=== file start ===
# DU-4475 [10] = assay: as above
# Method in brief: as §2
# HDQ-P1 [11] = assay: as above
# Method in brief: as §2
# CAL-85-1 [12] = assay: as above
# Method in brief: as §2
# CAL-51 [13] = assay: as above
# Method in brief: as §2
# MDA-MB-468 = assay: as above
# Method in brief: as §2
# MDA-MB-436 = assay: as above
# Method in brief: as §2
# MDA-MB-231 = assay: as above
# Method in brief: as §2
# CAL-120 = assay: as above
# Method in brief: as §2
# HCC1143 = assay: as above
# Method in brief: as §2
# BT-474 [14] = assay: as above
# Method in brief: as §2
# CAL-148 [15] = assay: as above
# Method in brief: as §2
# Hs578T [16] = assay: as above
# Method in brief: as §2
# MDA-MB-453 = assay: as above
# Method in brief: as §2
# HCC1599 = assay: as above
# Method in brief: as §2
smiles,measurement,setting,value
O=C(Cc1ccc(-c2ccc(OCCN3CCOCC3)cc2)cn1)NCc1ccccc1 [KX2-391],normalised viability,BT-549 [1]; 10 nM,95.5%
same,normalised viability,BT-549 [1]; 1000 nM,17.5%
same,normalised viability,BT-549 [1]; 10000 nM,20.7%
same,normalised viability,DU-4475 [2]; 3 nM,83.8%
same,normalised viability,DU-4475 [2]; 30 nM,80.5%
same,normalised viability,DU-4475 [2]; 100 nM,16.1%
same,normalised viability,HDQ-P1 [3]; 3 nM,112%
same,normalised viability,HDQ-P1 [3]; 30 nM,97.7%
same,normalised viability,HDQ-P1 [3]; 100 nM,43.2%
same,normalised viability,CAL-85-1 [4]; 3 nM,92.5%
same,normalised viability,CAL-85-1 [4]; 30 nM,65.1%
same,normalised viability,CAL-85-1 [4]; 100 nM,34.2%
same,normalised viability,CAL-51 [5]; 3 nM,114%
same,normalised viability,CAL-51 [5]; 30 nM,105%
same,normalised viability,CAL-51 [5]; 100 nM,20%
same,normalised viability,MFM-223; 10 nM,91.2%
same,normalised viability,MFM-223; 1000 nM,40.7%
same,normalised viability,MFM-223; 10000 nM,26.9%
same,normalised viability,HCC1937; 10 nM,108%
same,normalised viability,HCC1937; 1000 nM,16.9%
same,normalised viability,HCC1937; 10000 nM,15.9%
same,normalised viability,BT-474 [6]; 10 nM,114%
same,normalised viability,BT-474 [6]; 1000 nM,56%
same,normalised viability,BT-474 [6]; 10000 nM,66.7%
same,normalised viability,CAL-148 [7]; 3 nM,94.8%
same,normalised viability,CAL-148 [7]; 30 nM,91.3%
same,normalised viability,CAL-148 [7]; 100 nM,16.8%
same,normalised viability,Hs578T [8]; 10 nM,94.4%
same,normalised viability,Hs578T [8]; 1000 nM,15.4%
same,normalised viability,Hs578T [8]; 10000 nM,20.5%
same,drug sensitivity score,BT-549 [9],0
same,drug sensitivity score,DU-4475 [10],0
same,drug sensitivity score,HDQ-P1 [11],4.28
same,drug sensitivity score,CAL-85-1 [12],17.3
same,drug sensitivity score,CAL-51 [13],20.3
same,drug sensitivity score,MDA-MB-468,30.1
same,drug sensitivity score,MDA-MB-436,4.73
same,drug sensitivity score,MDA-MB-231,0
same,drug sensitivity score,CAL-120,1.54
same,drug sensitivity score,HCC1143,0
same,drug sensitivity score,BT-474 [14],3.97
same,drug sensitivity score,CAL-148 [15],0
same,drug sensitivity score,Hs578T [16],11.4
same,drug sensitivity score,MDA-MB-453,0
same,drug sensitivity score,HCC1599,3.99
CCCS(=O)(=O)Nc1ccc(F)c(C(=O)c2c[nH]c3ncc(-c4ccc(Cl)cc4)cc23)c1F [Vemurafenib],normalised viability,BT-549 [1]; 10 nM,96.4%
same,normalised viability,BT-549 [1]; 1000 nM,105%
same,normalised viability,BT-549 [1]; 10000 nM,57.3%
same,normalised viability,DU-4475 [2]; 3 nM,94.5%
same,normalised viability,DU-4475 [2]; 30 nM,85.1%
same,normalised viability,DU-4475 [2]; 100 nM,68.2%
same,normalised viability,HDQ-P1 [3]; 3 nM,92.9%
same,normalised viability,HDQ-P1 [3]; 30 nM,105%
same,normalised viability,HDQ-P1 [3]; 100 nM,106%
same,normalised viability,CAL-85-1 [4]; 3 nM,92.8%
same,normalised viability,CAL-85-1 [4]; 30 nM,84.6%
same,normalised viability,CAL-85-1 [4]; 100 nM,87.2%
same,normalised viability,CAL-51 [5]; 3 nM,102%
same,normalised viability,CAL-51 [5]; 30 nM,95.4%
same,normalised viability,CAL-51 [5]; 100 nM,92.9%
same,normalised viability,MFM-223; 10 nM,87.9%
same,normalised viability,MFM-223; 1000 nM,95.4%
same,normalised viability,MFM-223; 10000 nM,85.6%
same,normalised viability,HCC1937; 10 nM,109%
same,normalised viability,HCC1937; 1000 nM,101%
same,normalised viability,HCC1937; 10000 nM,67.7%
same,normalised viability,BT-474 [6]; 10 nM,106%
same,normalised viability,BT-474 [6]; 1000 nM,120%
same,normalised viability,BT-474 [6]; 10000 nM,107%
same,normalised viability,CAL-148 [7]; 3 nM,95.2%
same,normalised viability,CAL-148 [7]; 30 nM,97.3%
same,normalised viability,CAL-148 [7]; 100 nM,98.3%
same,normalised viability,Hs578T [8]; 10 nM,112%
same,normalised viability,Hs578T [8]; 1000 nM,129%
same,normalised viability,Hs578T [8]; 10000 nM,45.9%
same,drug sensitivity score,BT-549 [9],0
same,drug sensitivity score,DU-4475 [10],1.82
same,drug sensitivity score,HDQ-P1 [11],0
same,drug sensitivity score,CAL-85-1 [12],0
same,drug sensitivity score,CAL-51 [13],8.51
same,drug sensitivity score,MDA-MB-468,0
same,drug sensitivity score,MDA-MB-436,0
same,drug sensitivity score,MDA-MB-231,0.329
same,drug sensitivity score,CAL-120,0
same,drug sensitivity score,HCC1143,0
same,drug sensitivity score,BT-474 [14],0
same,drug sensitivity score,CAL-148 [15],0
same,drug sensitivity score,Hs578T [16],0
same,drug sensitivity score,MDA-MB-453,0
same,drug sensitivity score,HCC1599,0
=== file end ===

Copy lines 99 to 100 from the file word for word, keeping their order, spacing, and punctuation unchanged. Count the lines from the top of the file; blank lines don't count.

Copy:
same,normalised viability,CAL-148 [7]; 3 nM,95.2%
same,normalised viability,CAL-148 [7]; 30 nM,97.3%